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Aircraftman
AIRCRAFTMAN (AC) or AIRCRAFTWOMAN (ACW) is the lowest rank in the British Royal Air Force
Royal Air Force
(RAF) and the air forces of several other Commonwealth countries. Aircraftman ranks below leading aircraftman and has a NATO
NATO
rank code of OR-1. It is now a training rank only and no airmen in productive service hold this rank. Aircraftmen do not wear any rank insignia. CONTENTS * 1 History * 2 Royal Air Force
Royal Air Force
* 3 Royal Canadian Air Force * 4 Royal Australian Air Force
Royal Australian Air Force
* 5 Royal New Zealand Air Force * 6 Footnotes * 7 See also HISTORYThe rank was introduced to the RAF in January 1919, replacing the rank prefixes of "Air Mechanic", "Private" and "Clerk" that had been introduced under Air Memorandum No 1 in March 1918. There were three grades: Leading Aircraftman
Leading Aircraftman
(LAC), Aircraftman 1st Class (AC1) and Aircraftman 2nd Class. A similar grading existed for junior ratings in the Royal Navy. The lowest grade was an AC2; also colloquially known as an "AC plonk". With effect from 1 April 1964, the gradings of AC1 and AC2 were abolished, with "Aircraftman" becoming the entry rank. ROYAL AIR FORCEIn RAF slang, aircraftmen are sometimes called "erks"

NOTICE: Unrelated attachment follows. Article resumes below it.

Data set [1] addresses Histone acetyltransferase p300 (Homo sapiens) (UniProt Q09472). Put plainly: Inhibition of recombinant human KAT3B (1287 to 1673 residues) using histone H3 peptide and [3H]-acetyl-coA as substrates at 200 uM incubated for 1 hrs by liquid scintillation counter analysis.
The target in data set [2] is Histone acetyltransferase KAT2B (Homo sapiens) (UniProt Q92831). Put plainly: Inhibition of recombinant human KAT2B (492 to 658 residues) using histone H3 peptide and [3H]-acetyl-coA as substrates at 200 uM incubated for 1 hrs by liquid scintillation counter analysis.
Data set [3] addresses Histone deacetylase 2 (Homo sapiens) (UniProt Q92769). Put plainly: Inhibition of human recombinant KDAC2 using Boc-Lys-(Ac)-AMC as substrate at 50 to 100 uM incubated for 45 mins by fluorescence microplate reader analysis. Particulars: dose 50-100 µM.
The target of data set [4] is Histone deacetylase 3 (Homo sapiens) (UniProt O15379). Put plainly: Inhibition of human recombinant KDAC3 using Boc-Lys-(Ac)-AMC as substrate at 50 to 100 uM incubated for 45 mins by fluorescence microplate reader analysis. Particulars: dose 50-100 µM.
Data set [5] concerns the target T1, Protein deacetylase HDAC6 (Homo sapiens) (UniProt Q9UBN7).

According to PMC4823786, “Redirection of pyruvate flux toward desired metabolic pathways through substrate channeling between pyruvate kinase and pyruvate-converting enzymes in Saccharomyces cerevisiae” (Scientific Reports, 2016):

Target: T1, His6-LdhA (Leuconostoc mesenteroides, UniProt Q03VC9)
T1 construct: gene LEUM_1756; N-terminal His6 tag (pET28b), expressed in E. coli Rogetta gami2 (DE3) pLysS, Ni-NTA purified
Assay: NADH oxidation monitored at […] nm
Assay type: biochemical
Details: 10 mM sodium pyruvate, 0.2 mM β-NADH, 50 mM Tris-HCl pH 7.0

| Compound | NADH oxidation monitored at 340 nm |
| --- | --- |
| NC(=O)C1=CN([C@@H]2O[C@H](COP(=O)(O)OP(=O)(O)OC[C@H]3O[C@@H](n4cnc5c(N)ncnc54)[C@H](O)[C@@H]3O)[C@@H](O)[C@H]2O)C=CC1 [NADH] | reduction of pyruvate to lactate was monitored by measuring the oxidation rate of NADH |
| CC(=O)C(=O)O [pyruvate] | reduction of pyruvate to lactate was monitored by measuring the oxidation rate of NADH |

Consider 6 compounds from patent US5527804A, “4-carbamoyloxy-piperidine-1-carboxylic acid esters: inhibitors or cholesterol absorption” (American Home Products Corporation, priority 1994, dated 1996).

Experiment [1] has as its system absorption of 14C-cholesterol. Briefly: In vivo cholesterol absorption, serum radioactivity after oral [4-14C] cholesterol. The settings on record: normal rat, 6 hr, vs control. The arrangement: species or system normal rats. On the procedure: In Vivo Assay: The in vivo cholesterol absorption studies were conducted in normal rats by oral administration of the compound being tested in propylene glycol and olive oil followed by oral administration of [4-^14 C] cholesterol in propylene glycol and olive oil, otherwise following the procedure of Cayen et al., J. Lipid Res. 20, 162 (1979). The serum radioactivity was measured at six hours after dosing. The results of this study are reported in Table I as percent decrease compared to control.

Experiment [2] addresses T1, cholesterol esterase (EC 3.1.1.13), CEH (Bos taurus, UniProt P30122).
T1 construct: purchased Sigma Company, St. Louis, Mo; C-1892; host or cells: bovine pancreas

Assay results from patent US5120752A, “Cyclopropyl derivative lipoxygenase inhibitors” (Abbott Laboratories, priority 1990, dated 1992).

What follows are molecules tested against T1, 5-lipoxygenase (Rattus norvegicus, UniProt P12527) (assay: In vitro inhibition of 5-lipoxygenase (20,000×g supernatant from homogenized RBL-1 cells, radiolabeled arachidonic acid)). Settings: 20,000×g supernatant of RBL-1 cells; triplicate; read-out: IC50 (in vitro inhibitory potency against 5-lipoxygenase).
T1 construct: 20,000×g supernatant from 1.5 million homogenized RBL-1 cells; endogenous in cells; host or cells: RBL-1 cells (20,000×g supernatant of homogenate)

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First World War
Allied victory (exception: Russian defeat) * Fall of the German , Russian , Ottoman , and Austro-Hungarian empires * Formation of new countries in Europe and the Middle East * Transfer of German colonies
German colonies
and regions of the former Ottoman Empire to other powers * Establishment of the League of Nations
League of Nations
. (more... ) BELLIGERENTSALLIED POWERS France
France
British Empire
British Empire
Russia
Russia
(until 1917) Serbia Montenegro Belgium
Belgium
Japan Italy
Italy
(1915–18) Portugal (1916–18) Romania (1916–18) Hejaz (1916–18) United States
United States
(1917–18) Brazil
Brazil
(1917–18) Greece (1917–18) Siam
Siam
(1917–18) ..._and others_ CENTRAL POWERS German Empire
German Empire
Austria-Hungary
Austria-Hungary
Ottoman Empire
Ottoman Empire
Bulgaria (1915–18) ..._and co-belligerents_ COMMANDERS AND LEADERSALLIED LEADERS Georges Clemenceau
Georges Clemenceau
Raymond Poincaré H. H. Asquith
H. H

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Arab Revolt